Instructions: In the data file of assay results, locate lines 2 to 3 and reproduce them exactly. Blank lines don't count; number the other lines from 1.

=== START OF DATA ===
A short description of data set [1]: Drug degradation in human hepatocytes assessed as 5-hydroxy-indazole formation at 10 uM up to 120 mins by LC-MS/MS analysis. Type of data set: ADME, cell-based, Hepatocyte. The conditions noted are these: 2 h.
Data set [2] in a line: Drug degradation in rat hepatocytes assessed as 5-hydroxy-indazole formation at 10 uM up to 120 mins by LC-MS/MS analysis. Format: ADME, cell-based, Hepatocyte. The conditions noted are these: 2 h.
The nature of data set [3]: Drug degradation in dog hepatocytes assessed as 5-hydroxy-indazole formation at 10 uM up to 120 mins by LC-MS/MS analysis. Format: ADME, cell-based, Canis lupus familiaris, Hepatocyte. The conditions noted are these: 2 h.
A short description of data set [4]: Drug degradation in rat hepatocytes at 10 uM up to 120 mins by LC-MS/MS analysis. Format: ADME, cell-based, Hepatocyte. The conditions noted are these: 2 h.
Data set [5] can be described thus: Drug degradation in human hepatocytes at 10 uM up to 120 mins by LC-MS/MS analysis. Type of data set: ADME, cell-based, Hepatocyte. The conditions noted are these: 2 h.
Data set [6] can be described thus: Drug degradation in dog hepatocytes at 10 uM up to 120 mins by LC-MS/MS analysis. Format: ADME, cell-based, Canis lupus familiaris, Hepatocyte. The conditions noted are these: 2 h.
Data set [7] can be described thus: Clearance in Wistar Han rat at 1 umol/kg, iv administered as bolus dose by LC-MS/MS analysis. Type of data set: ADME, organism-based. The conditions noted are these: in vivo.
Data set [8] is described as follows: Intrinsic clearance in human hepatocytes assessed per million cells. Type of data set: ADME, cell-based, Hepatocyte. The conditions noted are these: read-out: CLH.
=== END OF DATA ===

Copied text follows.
Data set [2] in a line: Drug degradation in rat hepatocytes assessed as 5-hydroxy-indazole formation at 10 uM up to 120 mins by LC-MS/MS analysis. Format: ADME, cell-based, Hepatocyte. The conditions noted are these: 2 h.
The nature of data set [3]: Drug degradation in dog hepatocytes assessed as 5-hydroxy-indazole formation at 10 uM up to 120 mins by LC-MS/MS analysis. Format: ADME, cell-based, Canis lupus familiaris, Hepatocyte. The conditions noted are these: 2 h.